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Dr. K. Kalyana Sundaram, Senior Scientist at the Lab for Photonics and Interfaces at EPFL (École Polytechnique Fédérale de Lausanne, Switzerland), was a plenary speaker at the pre-conference workshop during the Second International Conference on Renewable Energy: Resources, Challenges & Opportunities.
During his talk, Dr. Sundaram outlined renewable energy resources including the sun, wind, moving water, biomass, and the earth’s heat (geothermal).
“We have enormous potential in India. India gets solar radiation of 5-8 kWh per metre squared every day. Solar alone can produce 127500 terawatt (TW) of energy. Similarly wind can give 19 TW, biomass can provide 7-9 TW, geothermal about 2.5 TW, tidal 3.6 TW and hydroelectric can give us 2 TW of energy. We have to efficiently tap these resources,” the speaker said.
Highlighting various types of solar cells that are used to generate energy, Dr. Sundaram spoke about third generation cells including dye sensitized cells, polymer organic cells, multi junction or tandem cells.
Providing examples, he listed the solar-powered kitchens at Tirupati and Shirdi that feed tens of thousands of people daily as well as solar thermal water purification and desalination plants in India.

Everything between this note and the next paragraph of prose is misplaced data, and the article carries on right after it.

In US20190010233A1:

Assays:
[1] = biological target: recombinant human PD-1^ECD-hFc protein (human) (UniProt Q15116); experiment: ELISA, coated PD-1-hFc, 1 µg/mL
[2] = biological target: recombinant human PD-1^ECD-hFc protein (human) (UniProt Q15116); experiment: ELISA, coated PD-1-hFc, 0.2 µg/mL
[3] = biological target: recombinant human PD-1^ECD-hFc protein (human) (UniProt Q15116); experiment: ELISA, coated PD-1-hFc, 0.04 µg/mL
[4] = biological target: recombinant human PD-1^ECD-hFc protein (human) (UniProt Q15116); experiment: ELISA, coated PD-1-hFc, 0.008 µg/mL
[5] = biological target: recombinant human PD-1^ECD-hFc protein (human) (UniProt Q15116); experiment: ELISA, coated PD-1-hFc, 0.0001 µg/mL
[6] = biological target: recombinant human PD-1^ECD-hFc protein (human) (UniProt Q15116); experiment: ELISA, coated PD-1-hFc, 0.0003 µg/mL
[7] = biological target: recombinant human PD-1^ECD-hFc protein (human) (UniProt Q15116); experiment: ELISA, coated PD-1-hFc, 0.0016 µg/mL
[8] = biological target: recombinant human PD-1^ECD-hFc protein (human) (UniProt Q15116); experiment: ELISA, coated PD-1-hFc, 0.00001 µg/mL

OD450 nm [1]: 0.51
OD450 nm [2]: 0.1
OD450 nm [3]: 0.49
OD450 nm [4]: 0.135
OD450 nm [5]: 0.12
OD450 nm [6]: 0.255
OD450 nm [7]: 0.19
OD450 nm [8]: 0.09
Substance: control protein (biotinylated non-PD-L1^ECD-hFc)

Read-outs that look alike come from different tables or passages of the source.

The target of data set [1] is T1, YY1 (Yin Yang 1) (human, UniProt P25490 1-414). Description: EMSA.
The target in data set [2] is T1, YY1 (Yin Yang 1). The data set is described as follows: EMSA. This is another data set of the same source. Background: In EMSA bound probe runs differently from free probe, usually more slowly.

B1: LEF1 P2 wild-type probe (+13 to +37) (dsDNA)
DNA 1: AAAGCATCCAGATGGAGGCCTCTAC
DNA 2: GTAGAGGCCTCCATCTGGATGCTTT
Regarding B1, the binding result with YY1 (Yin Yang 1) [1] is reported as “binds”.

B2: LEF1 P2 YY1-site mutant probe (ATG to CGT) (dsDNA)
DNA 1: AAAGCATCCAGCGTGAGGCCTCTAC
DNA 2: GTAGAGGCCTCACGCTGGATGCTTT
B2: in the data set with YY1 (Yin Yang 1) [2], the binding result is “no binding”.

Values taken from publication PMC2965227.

Providing yet other examples of other forms of renewable energy installations, he mentioned that the wind energy generation capacity of Muppandal in Tamil Nadu is estimated to be around 1,500 MW, or about 20% of the wind power potential in India.
“Due to increased turbine sizes, and advances in research and development and improvements in the manufacturing sector, the cost of wind power has decreased from 40 cents per kWh to 3-4 cents per kWh,” Dr. Sundaram informed.
Other energy sources discussed by the speaker included biomass, biogas and biodiesel. “Biomass already supplies 14 % of the world’s primary energy consumption. On an average, biomass accounts for 38 % of the primary energy used in developing countries,” he pointed out.
Tapping energy from geothermal sources deep inside the earth and from hydrogen was also discussed. The speaker noted the risks involved with nuclear power technology.
Also speaking at the pre-conference workshop was Amrita’s Dr. Sriram Devananthan, who asked the rhetorical question, “Is sustainable development an oxymoron?”
“Conventional development has mostly succeeded in bringing about a giant divide between the rich and poor. With finite resources and growing economies and populations, sustainable development may be a difficult goal. If one understands growth patterns, it will help us to better anticipate the social, economic and environmental impact of that growth,” he said.
“There are no readily available solutions that can curb such exponential growth patterns. But one can surely rely on renewable resources to ensure eco-friendly solutions for the energy problem,” he concluded.
Renewable Energy: Resources, Challenges & Opportunities
Inaugural Speeches at Renewable Energy Conference
Wind Power Discussion at Conference
Solar Energy Discussions at Conference
Energy Derived from Biomass
March 14, 2012
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